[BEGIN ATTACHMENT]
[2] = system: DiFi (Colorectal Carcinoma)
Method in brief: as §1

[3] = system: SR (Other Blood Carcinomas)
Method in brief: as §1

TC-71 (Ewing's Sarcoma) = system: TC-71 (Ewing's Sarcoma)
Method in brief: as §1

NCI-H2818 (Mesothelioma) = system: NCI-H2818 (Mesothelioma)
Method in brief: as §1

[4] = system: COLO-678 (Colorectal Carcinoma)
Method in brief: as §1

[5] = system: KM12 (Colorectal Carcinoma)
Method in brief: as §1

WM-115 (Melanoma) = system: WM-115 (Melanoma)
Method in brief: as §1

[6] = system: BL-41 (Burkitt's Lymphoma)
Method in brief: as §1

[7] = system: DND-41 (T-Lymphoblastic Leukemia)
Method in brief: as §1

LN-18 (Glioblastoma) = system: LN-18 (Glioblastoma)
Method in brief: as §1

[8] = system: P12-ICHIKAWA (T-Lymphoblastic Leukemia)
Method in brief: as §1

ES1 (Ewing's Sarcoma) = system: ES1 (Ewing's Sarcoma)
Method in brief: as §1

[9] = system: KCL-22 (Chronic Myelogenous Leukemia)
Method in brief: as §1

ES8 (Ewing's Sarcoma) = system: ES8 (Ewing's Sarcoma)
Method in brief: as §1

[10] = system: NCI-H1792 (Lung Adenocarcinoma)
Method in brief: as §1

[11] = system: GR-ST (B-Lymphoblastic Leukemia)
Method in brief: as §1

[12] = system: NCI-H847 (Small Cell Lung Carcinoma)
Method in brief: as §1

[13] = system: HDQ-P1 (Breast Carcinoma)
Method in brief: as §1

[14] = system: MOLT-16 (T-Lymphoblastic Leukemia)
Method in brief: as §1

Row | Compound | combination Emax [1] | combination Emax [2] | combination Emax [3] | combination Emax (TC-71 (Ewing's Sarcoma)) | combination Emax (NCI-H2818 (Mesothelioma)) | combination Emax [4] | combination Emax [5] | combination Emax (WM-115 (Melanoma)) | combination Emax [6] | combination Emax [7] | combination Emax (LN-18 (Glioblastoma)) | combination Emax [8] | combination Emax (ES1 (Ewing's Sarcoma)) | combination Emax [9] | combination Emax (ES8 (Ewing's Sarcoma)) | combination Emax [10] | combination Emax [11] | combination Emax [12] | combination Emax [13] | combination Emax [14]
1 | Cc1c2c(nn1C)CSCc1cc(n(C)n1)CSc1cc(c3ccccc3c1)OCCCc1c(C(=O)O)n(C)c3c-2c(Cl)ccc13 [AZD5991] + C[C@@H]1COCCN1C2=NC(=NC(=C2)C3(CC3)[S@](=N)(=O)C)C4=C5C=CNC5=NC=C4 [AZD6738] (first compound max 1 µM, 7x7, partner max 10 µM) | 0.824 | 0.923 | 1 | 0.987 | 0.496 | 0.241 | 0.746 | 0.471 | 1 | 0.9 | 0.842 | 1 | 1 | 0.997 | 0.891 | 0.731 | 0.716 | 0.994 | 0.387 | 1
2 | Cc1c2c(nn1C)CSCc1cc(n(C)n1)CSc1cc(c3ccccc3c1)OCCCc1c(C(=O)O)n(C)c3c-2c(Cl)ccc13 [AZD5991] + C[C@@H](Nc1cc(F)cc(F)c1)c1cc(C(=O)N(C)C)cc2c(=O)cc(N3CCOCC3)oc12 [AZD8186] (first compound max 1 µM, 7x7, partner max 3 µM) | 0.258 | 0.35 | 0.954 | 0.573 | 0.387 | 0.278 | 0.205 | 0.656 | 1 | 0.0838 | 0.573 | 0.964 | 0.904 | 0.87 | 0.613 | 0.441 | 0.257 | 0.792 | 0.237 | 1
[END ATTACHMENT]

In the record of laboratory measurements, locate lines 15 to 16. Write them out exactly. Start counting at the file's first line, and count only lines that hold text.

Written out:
[6] = system: BL-41 (Burkitt's Lymphoma)
Method in brief: as §1